Driving in "Big Water"...How I do it. :)by Capt Juls on 01/23/19
I run the Ranger 621 FS, which is a 21’ 10” beauty, and is rated for up to 350Hp motors. My 621 is powered by a Evinrude 300 G2, which is more than enough HP to reach speeds up to the mid to high 50’s. I am not as concerned with top end speed as I am with the mid-range torque, since there are few days where I can open it up, due to lake conditions, and powering up a wave with ease, is what I’m most concerned with.
Lake Erie is the shallowest of the Great Lakes, and the Western Basin is the shallowest of the entire lake. With shallower water, comes the dangers of boat handling when the wind blows. Unlike deeper waters, shallow water creates waves that are closer together, and peak higher with lesser winds.
It’s important to have a boat that can handle the conditions that the lake can throw at you, and for this reason, I run a Ranger. There is one thing that Ranger does better than any other boat manufacturer, and that is, they fill the hull cavity with spray foam to completely cover every nook and cranny, which would keep the boat horizontal in the water in the event that it was to ever to fill with water. Most boats will not do that.
Good boat handling in rough conditions will prevent you from ever having to find out if your boat will float or sink, if you’re unfortunate enough to find out.
When I first learned to run big water, it was out of a Ranger 620. My mentor told me something that I have never forgotten…”If you can feel it in your ass, the boat can too”. Which, basically means, if you’re beating yourself up, then you’re beating the boat up too. No one wants to get back to shore and then have to spend hours fixing loose screws, getting the windshield fixed, or listening to your fishing partner swear at you for hurting their back!
Here are some tips I learned for running big water, that might help you too.
1. Do not hide behind the windshield, if you have one. Get up above it where you can “read the waves”. If you can see what’s coming, you can adjust your speed to accommodate it. I change out the original driver’s seat pedestal with one that is a little higher. On the days where I need a little more height, I fold the seat down and sit on the back of the seat.
2. Keep your hand on the throttle at all times. Unless you run a “hotfoot”, one hand should be on the steering wheel, and the other on the throttle.
The best reason for keeping your hand on the throttle is for “driving”.
While you’re reading the waves, you will be on and off the throttle continuously driving through the waves.
If you simply pick a speed, you’re going to get into trouble, because not all waves are going to be the same. Now, throw in a few boat wakes from other boats, that turns the wave action into a “washing machine”. If you are not reading the waves, and using the throttle for what it was designed to do, then you will find yourself in trouble.
Power up a wave, let off on the throttle a little bit, and let that wave go under you, so that you don’t drop off the top of it, and fill the boat up with water at the bow, then power up the next one.
Even on the calmer days, I still drive with one hand on the throttle, because that one or two seconds it takes to take your hand from the wheel to the throttle could be the difference between safety and tragedy…ie: submerged log you spot at the last second.
A following sea is the most dangerous, but can be the easiest to run if you have a lot of patience. This is what I call “surfing”. Keep the motor trimmed down when running a following sea. This keeps the prop from blowing out, and keeps a grip on the waves.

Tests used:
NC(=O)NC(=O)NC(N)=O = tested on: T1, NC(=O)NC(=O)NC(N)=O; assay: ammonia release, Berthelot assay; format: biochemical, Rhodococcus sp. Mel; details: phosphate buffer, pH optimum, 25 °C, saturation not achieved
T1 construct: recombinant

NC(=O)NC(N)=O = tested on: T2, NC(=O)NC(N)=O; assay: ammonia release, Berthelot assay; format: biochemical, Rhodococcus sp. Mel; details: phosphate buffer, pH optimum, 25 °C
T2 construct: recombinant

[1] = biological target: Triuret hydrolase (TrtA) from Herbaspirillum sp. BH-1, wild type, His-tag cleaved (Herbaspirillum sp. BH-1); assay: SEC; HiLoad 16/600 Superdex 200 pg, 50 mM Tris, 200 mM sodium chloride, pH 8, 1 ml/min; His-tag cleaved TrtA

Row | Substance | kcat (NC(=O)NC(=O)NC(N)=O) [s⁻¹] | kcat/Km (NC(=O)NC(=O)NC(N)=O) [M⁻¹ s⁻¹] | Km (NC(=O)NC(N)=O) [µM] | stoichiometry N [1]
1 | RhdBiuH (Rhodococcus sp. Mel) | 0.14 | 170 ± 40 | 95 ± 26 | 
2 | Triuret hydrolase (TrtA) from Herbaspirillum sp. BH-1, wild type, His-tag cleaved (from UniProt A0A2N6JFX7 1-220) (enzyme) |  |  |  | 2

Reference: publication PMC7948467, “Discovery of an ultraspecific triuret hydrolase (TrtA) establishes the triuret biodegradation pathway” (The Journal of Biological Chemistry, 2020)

Power up the backside of the wave, reduce speed on the top, so you can surf it, and then let the wave set you down on the wave in front of you. If you run a following sea too fast, you run into the danger of putting the bow of the boat into the backside of a big wave. Not only will it basically stop the boat in its tracks, but it will fill the boat with water from the bow. Now, all those waves that were following you will be filling your boat from the back end too. This is why it is imperative that the operator have a lot of patience and just enjoy the “surf” until he or she is safely back to port.
The smoothest ride you’ll find, when it’s rough, is “running the trough”, or between the waves. The boat will roll back and forth with the waves, but it won’t get pounded.
Becoming a great boat operator takes a lot of practice. And, with practice come confidence. Having confidence to know what to do when the conditions change for the worse, will get you back home safely.
When I run my charter business, I usually don’t take customers out when the wave forecast is calling for anything over 3-4 footers. Reason being, most customers do not have the big water experience and will usually have trouble getting out of their seats. This is not fun for them, and it’s not fun for them, it’s not fun for me either. Fishing and boating is all about having fun!
The worst conditions I ever ran my Ranger in was during a tournament back in 2003 out of Dunkirk, NY on Lake Erie. Luckily, the lake is the deepest at that end, so the 7-10 foot waves were spaced much further apart than on the western end, and the 10-mile run back in was safely done. I seriously doubt any small boat could safely handle the same conditions on the Western end of the lake.
It’s important to check the weather forecasts, and wave forecasts, before heading out, so you know what is coming in for the rest of the day, and prepare accordingly.
With today’s advances in technology, there’s no excuse to not be prepared. And, always keep a plan in your mind throughout the day, as to what you will do if conditions change unexpectedly, and you need to find shelter from a storm. Always, have a plan, and keep safety your number one priority when playing on the big water.
Live to fish, and have fun, another day!